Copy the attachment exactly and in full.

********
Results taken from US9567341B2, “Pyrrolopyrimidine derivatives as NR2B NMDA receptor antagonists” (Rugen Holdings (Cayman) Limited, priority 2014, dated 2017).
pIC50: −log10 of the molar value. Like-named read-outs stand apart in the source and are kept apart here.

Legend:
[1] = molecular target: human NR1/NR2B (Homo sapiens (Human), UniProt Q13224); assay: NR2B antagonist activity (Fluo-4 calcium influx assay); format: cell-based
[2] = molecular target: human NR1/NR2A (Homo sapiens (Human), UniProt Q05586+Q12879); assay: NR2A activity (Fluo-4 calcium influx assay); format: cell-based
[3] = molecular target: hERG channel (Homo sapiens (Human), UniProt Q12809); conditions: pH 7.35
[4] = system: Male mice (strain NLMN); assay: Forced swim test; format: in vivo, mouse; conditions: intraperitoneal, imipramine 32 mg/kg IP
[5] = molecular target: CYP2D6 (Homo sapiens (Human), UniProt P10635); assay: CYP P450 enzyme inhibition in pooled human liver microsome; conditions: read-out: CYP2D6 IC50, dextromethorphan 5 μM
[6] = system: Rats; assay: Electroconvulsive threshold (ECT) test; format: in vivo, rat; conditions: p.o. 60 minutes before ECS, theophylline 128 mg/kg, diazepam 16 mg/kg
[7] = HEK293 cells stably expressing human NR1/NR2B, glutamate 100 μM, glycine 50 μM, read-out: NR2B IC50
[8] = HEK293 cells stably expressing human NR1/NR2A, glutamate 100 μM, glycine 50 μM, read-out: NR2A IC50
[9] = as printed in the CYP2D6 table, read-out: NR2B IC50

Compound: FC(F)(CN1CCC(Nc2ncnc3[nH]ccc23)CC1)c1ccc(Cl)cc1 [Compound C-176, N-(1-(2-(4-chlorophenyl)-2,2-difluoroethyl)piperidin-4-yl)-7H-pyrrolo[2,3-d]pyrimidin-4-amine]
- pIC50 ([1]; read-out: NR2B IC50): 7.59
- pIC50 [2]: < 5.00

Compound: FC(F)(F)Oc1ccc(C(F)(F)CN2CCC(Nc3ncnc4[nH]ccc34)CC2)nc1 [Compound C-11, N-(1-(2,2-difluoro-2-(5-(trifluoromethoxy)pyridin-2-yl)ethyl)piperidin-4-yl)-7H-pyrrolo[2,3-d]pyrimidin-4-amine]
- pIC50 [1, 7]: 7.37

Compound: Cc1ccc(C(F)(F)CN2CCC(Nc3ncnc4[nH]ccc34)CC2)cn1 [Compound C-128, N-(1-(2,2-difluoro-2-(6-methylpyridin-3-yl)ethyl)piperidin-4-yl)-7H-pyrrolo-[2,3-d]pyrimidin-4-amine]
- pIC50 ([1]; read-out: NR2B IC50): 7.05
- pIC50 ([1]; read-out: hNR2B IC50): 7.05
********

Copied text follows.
Results taken from US9567341B2, “Pyrrolopyrimidine derivatives as NR2B NMDA receptor antagonists” (Rugen Holdings (Cayman) Limited, priority 2014, dated 2017).
pIC50: −log10 of the molar value. Like-named read-outs stand apart in the source and are kept apart here.

Legend:
[1] = molecular target: human NR1/NR2B (Homo sapiens (Human), UniProt Q13224); assay: NR2B antagonist activity (Fluo-4 calcium influx assay); format: cell-based
[2] = molecular target: human NR1/NR2A (Homo sapiens (Human), UniProt Q05586+Q12879); assay: NR2A activity (Fluo-4 calcium influx assay); format: cell-based
[3] = molecular target: hERG channel (Homo sapiens (Human), UniProt Q12809); conditions: pH 7.35
[4] = system: Male mice (strain NLMN); assay: Forced swim test; format: in vivo, mouse; conditions: intraperitoneal, imipramine 32 mg/kg IP
[5] = molecular target: CYP2D6 (Homo sapiens (Human), UniProt P10635); assay: CYP P450 enzyme inhibition in pooled human liver microsome; conditions: read-out: CYP2D6 IC50, dextromethorphan 5 μM
[6] = system: Rats; assay: Electroconvulsive threshold (ECT) test; format: in vivo, rat; conditions: p.o. 60 minutes before ECS, theophylline 128 mg/kg, diazepam 16 mg/kg
[7] = HEK293 cells stably expressing human NR1/NR2B, glutamate 100 μM, glycine 50 μM, read-out: NR2B IC50
[8] = HEK293 cells stably expressing human NR1/NR2A, glutamate 100 μM, glycine 50 μM, read-out: NR2A IC50
[9] = as printed in the CYP2D6 table, read-out: NR2B IC50

Compound: FC(F)(CN1CCC(Nc2ncnc3[nH]ccc23)CC1)c1ccc(Cl)cc1 [Compound C-176, N-(1-(2-(4-chlorophenyl)-2,2-difluoroethyl)piperidin-4-yl)-7H-pyrrolo[2,3-d]pyrimidin-4-amine]
- pIC50 ([1]; read-out: NR2B IC50): 7.59
- pIC50 [2]: < 5.00

Compound: FC(F)(F)Oc1ccc(C(F)(F)CN2CCC(Nc3ncnc4[nH]ccc34)CC2)nc1 [Compound C-11, N-(1-(2,2-difluoro-2-(5-(trifluoromethoxy)pyridin-2-yl)ethyl)piperidin-4-yl)-7H-pyrrolo[2,3-d]pyrimidin-4-amine]
- pIC50 [1, 7]: 7.37

Compound: Cc1ccc(C(F)(F)CN2CCC(Nc3ncnc4[nH]ccc34)CC2)cn1 [Compound C-128, N-(1-(2,2-difluoro-2-(6-methylpyridin-3-yl)ethyl)piperidin-4-yl)-7H-pyrrolo-[2,3-d]pyrimidin-4-amine]
- pIC50 ([1]; read-out: NR2B IC50): 7.05
- pIC50 ([1]; read-out: hNR2B IC50): 7.05